Launched in 1951 to compete with the rival Morris Minor, the A30 marked a radical departure for Austin, being their first model to feature a fully stressed monocoque that was much lighter and stiffer than a conventional ladder chassis.
Best of all, it was the first car to use the everlasting A-Series overhead-valve 803cc engine which produced some 28bhp, sufficient for a top speed of 70mph and 42mpg economy. The braking was a hybrid system, with fully hydraulic drum brakes up front and rod operated drums at the rear. Suspension was by way of independent coil springs at the front end and beam axle/semi-elliptic leaf springs at the back.
Initially only available as a four-door saloon, a two-door version was launched in 1953 and estate and van options became available the following year. The two-door cost £475 at launch, some £30 less than the four-door. The A30 remained in production until late 1956 when it was replaced by the A35, an almost identical model with the exception of a slightly larger 948cc engine producing 34bhp, a painted grille and a larger rear window.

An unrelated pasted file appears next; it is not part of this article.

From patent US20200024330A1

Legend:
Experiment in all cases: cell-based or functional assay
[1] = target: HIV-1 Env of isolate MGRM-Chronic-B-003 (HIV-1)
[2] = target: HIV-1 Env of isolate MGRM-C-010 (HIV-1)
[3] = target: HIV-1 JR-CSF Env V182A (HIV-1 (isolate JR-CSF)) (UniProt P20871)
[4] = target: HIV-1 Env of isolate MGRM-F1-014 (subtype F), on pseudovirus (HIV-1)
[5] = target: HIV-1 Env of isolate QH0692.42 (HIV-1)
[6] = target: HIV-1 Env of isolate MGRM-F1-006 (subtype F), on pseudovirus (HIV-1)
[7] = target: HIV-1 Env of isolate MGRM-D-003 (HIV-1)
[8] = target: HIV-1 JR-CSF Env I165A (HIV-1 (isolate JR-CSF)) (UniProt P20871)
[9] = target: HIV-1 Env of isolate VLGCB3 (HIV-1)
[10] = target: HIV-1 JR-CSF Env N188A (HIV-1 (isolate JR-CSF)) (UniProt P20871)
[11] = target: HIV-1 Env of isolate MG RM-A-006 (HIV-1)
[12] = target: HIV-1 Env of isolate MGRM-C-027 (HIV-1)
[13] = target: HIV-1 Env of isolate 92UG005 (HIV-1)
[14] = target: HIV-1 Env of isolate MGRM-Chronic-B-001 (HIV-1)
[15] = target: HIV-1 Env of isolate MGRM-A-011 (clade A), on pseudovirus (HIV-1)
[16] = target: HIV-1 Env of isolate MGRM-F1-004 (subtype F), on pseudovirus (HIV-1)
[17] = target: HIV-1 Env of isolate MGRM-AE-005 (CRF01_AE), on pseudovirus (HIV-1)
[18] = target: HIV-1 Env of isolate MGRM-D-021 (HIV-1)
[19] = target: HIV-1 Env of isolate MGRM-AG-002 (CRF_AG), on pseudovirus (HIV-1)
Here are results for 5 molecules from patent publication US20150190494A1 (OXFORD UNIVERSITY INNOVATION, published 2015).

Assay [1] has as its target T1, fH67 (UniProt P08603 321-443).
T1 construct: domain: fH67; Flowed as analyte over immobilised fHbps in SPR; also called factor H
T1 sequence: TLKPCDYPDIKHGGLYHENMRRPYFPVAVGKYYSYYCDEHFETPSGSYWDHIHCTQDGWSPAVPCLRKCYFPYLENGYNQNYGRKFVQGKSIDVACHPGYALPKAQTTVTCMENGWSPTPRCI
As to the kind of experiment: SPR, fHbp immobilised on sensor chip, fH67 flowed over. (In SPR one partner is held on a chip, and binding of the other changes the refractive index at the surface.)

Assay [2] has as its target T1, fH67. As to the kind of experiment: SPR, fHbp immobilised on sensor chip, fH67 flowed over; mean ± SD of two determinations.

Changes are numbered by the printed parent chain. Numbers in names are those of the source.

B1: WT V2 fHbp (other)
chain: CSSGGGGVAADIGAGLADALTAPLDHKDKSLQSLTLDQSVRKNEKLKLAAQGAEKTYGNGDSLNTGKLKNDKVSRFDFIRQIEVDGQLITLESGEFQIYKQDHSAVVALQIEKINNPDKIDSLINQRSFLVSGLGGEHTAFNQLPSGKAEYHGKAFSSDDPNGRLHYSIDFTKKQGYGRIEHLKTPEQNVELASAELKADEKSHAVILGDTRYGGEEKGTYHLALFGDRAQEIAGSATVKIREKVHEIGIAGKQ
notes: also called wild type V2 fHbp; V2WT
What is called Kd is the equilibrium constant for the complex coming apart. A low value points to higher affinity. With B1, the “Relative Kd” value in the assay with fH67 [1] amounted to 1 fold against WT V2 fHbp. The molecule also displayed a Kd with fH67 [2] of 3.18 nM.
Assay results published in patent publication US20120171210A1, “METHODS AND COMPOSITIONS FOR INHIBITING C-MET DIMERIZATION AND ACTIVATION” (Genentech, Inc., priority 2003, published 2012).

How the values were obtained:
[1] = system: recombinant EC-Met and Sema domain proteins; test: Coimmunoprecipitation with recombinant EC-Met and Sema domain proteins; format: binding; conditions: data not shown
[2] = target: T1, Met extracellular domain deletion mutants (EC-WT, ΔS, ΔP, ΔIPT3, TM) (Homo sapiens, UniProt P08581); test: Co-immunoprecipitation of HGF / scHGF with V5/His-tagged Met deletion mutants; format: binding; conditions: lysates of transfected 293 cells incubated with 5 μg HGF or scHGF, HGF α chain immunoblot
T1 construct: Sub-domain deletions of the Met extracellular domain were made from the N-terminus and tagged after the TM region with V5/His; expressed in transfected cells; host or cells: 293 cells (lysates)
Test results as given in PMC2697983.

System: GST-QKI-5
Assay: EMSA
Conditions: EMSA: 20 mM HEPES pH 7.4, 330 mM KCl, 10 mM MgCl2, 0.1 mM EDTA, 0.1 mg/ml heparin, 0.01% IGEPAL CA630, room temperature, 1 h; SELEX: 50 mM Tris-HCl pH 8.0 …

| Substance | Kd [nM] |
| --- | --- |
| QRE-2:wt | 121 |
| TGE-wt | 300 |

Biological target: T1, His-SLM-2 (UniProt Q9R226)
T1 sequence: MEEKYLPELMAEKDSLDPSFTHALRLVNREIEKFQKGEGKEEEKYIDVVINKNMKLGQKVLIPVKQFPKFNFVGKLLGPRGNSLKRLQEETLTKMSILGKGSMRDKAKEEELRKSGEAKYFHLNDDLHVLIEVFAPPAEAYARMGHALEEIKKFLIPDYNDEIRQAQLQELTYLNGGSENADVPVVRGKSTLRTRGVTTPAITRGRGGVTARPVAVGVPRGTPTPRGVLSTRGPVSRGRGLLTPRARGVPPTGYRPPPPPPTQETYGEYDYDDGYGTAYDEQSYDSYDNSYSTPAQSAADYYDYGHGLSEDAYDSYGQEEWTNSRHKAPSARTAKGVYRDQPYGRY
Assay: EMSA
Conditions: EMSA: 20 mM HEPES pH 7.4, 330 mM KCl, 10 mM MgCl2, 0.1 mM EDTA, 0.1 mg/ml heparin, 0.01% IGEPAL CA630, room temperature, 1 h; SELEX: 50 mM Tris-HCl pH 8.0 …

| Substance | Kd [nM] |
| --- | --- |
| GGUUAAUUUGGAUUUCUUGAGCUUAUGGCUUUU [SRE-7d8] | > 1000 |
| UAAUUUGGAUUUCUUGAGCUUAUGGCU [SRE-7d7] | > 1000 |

This very smart 1955 A30 two-door was first registered in Worcestershire in April of that year. It has had six previous keepers, its current owner acquiring the car in 2008. He has kept the car in good running order, including a complete brake overhaul including new wheel cylinders and master cylinder. He has fitted a new petrol tank, reconditioned radiator, track-rod ends and rear spring bushes. It retains a particularly lovely and original interior and buzzed along very happily at 50mph+ on the way to take the catalogue photographs.
These usable classics have grown in popularity in the last few years, in part thanks to their giant-slaying performances at Goodwood and elsewhere. This smart little A30 would also be eligible for the new A30/35 Academy race series organised by Julius Thurgood, or simply make the ideal British-built picnic car, being easy to keep and maintain and fun to drive.